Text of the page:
Posts Tagged "Sing-play music"
Music is an intrinsic part of all of us: rhythm in our heartbeat, breathing, and movements; melody in our laughing, moaning, crying, or singing; the full spectrum of human emotions is contained in all the various musical styles and genres. These powerful connections with music are hard-wired into our brains and we can access them when shown how, regardless of any disability.
Research shows that music lessons help special needs children improve their development while engaging them in a powerful expressive outlet. It’s proven to help people with Down syndrome:
- Social and Communication Skills
Music classes help children and adults with Down Syndrome improve communication skills. In addition, group music classes can promote many social interactions, encourage positive social development, and boost their self-esteem. The structure and interaction provided by music lessons are highly effective. Children learn to interact with the teacher as well as other people in the group. They learn how to work together to make music. This positive, and creative engagement is truly beneficial.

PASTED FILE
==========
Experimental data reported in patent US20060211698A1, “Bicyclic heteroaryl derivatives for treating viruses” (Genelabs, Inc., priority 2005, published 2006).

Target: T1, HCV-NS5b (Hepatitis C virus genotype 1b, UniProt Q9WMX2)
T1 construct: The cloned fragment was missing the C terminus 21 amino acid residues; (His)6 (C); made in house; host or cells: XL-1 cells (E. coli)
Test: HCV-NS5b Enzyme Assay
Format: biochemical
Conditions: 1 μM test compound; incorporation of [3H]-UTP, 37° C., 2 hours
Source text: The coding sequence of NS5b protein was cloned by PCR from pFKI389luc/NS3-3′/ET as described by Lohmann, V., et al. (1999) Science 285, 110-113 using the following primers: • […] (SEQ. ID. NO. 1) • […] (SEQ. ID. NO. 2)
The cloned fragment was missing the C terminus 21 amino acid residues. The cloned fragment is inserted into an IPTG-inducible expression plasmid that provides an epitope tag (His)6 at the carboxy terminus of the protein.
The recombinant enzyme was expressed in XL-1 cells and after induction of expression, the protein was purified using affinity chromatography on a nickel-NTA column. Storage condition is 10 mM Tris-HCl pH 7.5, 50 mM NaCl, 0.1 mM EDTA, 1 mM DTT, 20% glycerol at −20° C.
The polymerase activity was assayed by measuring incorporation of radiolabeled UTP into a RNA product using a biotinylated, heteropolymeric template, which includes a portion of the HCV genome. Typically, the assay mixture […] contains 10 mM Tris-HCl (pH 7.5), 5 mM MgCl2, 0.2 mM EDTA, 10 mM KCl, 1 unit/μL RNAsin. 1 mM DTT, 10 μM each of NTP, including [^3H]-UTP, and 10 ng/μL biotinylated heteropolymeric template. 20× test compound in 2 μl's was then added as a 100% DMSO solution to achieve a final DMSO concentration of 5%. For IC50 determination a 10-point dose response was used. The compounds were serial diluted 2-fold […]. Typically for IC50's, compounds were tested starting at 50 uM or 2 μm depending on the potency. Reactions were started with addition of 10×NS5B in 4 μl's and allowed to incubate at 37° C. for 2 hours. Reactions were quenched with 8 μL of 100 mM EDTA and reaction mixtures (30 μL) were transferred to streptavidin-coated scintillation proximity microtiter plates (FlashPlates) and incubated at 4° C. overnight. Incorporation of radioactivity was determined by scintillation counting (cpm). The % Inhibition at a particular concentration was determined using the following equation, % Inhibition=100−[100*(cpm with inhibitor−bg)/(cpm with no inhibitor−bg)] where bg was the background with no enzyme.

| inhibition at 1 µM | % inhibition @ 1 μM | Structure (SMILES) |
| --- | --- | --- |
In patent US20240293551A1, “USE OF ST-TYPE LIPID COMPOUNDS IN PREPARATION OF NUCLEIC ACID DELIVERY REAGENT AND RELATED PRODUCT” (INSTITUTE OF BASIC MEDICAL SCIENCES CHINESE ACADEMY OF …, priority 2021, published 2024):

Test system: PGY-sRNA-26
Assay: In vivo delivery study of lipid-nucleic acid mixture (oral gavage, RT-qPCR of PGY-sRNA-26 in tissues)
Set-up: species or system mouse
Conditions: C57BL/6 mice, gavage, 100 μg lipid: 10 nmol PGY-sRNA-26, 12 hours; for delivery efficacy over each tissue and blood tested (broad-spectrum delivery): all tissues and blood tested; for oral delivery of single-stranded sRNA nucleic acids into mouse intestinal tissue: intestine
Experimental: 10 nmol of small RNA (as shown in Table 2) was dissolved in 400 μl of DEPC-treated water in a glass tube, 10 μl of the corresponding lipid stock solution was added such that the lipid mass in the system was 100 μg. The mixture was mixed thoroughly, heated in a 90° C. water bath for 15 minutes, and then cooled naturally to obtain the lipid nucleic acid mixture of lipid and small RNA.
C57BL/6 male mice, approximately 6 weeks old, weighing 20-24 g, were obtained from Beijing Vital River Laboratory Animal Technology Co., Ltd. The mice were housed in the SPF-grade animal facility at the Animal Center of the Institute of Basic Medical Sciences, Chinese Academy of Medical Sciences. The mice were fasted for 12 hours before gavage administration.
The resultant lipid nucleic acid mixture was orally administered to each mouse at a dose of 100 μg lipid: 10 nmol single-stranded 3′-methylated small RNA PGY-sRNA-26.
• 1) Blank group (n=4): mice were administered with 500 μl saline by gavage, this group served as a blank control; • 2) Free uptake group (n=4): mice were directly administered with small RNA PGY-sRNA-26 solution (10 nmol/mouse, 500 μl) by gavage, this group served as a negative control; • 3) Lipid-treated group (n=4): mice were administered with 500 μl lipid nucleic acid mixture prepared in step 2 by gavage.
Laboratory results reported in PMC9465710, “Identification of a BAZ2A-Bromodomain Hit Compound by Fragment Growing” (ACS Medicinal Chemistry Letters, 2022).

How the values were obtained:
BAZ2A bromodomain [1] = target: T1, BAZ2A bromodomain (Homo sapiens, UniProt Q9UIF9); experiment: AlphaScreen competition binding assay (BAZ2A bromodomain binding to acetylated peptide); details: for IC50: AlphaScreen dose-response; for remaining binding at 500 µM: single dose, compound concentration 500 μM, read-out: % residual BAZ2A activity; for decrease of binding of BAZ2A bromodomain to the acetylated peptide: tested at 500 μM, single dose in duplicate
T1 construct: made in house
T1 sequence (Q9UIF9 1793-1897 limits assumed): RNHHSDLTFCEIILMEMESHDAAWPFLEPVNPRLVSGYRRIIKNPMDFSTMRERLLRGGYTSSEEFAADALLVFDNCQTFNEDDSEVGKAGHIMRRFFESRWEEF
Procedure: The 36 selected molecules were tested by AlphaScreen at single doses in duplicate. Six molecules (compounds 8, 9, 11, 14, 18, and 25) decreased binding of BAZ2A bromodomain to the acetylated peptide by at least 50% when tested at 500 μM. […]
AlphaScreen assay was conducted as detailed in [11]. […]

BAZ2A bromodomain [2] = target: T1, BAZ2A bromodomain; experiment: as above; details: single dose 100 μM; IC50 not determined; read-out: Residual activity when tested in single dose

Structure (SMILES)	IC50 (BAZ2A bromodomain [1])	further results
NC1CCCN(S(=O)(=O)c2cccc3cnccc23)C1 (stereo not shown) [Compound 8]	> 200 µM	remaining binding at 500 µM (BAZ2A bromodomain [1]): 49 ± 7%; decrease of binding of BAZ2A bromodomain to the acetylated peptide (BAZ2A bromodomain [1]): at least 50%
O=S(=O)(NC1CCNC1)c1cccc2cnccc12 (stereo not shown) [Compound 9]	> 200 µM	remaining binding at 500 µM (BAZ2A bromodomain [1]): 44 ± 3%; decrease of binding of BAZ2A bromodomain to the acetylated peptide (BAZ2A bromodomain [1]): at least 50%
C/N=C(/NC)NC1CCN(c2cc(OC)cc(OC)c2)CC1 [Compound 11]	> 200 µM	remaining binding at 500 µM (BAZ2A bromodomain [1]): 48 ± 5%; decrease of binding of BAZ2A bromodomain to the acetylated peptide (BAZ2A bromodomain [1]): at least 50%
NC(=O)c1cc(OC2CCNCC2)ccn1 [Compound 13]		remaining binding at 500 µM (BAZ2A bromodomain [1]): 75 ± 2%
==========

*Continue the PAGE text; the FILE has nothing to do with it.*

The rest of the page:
- MotorSkills, Movement, and Coordination
The rhythmic nature of music gives students a better understanding of movement and timing. Repeating tasks and working on rhythm helps them to improve their motor skills as well as hand-eye coordination. If kids have a hard time understanding speech or saying certain words, music can help. Often learning to imitate animal sounds is a great way to improve speech. It improves their articulation and over time allows them to improve their communication skills.